US mends split with Russia but France and Germany out in cold

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Indy Politics

With smiles and a firm handshake, George Bush and Jacques Chirac set about repairing Franco-US relations yesterday. But Washington in particular is making it crystal clear that the process will take some time, to put it mildly.

Three days in Europe have merely confirmed in public what Bush administration officials have been saying for weeks in private, about how the US intends to deal with France, Russia and Germany, the leading opponents of war with Iraq on the United Nations Security Council.

With Russia, a US President with a habit of bearing grudges has evidently decided to let bygones be bygones - to forgive, if not necessarily to forget. In St Petersburg, Mr Bush and President Vladimir Putin were chumminess personified.

"My good friend" Vladimir is being granted anew the honour of a repeat visit in September to the Bush ranch at Crawford, Texas, to which, famously, President Chirac will not be invited "any time soon".

With Mr Bush smiling beside him, Mr Putin told reporters: "I must say the fundamentals between the United States and Russia turned out to be stronger than the forces and events that tested [our relationship]." The fundamentals, in this case, are Moscow's support in the war on terrorism, and its increasing alignment with the West.

Germany's opposition, by contrast, will not be forgotten. Mr Bush and Chancellor Gerhard Schröder did shake hands and exchange a few pleasantries. But there will be no bilateral session in Evian, and no invitation for Mr Schröder to the White House, let alone Crawford. The US intention is to play on Germany's enduring historic insecurities by keeping it out in the cold.

With France, however, the resentment goes deeper still. The sin of Paris lay not in opposing US policy on Iraq, but in its systematic marshalling of that opposition on the Security Council and beyond. Unanimous passage of resolution 1483, lifting UN sanctions on Iraq, has mended a few fences but neither side will give ground on the fundamental issue. "We have not changed our point of view and neither has the United States," M. Chirac's spokeswoman said.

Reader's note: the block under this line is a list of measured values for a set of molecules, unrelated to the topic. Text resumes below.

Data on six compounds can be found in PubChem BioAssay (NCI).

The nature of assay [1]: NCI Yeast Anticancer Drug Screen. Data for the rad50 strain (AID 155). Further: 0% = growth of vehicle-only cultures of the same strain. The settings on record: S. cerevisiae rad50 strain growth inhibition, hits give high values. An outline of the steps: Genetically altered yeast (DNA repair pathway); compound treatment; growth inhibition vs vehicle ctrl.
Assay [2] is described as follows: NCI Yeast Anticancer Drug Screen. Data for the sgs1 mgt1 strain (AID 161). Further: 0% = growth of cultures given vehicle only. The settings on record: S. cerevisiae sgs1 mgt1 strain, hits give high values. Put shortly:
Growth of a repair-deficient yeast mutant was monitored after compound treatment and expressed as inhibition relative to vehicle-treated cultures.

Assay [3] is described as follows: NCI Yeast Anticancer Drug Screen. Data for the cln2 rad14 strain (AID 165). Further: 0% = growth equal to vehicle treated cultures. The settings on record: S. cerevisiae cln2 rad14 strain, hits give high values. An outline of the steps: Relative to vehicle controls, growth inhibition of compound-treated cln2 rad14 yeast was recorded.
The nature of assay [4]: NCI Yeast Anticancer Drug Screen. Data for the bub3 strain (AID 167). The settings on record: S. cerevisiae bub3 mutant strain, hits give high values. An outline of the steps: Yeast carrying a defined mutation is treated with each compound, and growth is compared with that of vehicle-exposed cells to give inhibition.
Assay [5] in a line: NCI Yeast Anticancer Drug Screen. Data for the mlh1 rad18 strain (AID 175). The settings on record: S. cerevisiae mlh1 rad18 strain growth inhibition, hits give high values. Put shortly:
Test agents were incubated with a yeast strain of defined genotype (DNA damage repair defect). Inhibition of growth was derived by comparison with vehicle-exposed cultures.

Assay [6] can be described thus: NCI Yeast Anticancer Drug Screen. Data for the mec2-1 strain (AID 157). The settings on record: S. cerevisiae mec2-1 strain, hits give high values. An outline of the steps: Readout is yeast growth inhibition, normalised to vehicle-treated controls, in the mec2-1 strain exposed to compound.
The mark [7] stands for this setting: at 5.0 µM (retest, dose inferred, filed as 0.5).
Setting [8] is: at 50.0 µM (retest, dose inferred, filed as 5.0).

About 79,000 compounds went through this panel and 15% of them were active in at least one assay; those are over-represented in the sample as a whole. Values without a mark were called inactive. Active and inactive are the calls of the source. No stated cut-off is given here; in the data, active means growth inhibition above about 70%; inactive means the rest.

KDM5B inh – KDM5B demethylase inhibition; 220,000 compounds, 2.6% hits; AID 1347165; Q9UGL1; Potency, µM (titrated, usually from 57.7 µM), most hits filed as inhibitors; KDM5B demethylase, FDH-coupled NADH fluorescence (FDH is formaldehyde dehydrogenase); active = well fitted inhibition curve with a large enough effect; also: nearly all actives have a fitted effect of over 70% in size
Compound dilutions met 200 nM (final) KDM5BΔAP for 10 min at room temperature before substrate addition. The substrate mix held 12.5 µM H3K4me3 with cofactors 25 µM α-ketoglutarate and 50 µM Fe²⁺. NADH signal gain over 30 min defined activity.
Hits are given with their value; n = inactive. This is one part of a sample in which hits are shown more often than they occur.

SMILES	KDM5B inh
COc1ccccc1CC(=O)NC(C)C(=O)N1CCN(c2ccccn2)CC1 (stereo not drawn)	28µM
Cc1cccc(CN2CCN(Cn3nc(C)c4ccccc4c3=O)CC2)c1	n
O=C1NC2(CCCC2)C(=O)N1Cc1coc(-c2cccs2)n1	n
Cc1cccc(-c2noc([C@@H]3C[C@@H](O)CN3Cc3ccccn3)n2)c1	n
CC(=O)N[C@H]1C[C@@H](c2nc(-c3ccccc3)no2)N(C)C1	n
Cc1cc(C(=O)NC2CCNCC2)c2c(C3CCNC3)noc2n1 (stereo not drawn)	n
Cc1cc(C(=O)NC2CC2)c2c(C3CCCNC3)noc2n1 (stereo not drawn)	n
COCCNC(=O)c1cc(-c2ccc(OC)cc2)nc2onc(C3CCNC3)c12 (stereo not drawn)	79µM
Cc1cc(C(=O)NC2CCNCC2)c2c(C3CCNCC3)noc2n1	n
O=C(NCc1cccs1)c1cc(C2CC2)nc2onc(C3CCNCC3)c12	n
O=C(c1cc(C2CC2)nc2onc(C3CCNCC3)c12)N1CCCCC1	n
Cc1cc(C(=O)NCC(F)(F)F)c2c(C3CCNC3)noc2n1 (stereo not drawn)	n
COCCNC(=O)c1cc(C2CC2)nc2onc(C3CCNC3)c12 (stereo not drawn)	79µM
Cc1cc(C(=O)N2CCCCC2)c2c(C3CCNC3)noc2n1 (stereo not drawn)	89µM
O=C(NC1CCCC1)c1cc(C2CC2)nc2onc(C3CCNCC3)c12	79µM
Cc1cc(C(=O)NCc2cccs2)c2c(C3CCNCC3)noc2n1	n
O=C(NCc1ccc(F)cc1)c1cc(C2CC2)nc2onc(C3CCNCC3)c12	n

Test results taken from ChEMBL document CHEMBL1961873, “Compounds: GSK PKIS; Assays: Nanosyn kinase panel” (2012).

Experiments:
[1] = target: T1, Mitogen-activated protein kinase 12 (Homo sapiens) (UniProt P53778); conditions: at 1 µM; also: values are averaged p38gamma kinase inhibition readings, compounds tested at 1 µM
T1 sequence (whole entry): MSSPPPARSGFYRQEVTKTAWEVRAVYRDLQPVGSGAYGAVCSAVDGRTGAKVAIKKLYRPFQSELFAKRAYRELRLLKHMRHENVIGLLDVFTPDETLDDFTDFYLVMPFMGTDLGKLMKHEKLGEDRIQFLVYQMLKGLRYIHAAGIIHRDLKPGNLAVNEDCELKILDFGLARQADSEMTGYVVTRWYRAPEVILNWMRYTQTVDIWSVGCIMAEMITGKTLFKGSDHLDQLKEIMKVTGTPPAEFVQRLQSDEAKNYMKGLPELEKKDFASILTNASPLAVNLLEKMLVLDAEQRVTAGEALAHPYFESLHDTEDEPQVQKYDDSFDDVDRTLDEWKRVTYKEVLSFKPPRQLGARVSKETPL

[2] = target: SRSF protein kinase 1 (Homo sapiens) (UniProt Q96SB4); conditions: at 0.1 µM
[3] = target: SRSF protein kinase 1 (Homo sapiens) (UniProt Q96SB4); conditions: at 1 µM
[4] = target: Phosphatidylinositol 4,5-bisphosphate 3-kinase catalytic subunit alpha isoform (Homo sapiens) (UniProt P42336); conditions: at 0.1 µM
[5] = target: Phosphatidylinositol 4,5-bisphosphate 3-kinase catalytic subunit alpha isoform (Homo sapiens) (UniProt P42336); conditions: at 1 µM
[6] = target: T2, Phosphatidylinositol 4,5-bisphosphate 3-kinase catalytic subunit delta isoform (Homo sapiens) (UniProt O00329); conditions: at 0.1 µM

On the eve of Mr Bush's arrival in France, his National Security Adviser, Condoleezza Rice, gave an interview to Le Monde in which she called the French stance on the war "particularly disappointing". She said: "There were times when it appeared that American power was seen to be more dangerous than Saddam Hussein."She also attacked the French President's warnings to various central and east European countries poised to join the European Union about their support for military action against Saddam. "We thought we had a common understanding that there was no conflict between a European identity and a transatlantic identity," she said.

But even if the feud over Iraq is set aside, the Evian meeting is unlikely to linger in Mr Bush's memory as the highlight of this relatively rare foray abroad. He prefers to deal with matters of "hard" US power (such as his attempt tomorrow to prod Israelis and Palestinians towards a settlement) to the meanderings of "soft" power. And nothing, in his eyes, symbolises "soft" power as much as these unproductive talking-shop summits.

In that sense, his early departure from Evian is not merely a less-than-subtle signal of his feelings towards M. Chirac. It reflects Mr Bush's own belief that such sessions, with their rambling agendas and set-piece dinners, are not a very profitable use of his time.

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